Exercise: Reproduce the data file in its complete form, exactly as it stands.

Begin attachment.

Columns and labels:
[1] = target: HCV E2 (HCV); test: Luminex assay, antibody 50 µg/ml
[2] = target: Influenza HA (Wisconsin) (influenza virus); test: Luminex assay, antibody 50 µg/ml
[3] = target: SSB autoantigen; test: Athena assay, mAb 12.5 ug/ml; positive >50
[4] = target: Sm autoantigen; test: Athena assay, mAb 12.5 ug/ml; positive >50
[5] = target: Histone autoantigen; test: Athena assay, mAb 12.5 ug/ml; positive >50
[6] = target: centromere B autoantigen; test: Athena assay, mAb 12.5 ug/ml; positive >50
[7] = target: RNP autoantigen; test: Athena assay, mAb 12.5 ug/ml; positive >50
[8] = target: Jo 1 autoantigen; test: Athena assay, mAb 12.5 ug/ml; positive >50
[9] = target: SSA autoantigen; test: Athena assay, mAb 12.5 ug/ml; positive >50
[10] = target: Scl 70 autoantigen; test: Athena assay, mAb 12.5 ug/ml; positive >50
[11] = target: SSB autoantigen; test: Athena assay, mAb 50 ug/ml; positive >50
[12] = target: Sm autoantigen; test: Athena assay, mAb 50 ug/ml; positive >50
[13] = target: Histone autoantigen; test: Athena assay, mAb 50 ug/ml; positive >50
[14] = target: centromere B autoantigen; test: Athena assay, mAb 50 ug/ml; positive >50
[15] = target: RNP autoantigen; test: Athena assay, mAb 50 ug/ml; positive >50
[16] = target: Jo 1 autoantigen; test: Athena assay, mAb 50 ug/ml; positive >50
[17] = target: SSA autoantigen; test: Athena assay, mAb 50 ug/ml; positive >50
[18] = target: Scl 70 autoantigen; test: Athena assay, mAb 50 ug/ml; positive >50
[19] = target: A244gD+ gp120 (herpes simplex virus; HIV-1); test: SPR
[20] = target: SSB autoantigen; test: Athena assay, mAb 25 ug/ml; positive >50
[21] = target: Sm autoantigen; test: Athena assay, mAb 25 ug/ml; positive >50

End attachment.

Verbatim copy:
Columns and labels:
[1] = target: HCV E2 (HCV); test: Luminex assay, antibody 50 µg/ml
[2] = target: Influenza HA (Wisconsin) (influenza virus); test: Luminex assay, antibody 50 µg/ml
[3] = target: SSB autoantigen; test: Athena assay, mAb 12.5 ug/ml; positive >50
[4] = target: Sm autoantigen; test: Athena assay, mAb 12.5 ug/ml; positive >50
[5] = target: Histone autoantigen; test: Athena assay, mAb 12.5 ug/ml; positive >50
[6] = target: centromere B autoantigen; test: Athena assay, mAb 12.5 ug/ml; positive >50
[7] = target: RNP autoantigen; test: Athena assay, mAb 12.5 ug/ml; positive >50
[8] = target: Jo 1 autoantigen; test: Athena assay, mAb 12.5 ug/ml; positive >50
[9] = target: SSA autoantigen; test: Athena assay, mAb 12.5 ug/ml; positive >50
[10] = target: Scl 70 autoantigen; test: Athena assay, mAb 12.5 ug/ml; positive >50
[11] = target: SSB autoantigen; test: Athena assay, mAb 50 ug/ml; positive >50
[12] = target: Sm autoantigen; test: Athena assay, mAb 50 ug/ml; positive >50
[13] = target: Histone autoantigen; test: Athena assay, mAb 50 ug/ml; positive >50
[14] = target: centromere B autoantigen; test: Athena assay, mAb 50 ug/ml; positive >50
[15] = target: RNP autoantigen; test: Athena assay, mAb 50 ug/ml; positive >50
[16] = target: Jo 1 autoantigen; test: Athena assay, mAb 50 ug/ml; positive >50
[17] = target: SSA autoantigen; test: Athena assay, mAb 50 ug/ml; positive >50
[18] = target: Scl 70 autoantigen; test: Athena assay, mAb 50 ug/ml; positive >50
[19] = target: A244gD+ gp120 (herpes simplex virus; HIV-1); test: SPR
[20] = target: SSB autoantigen; test: Athena assay, mAb 25 ug/ml; positive >50
[21] = target: Sm autoantigen; test: Athena assay, mAb 25 ug/ml; positive >50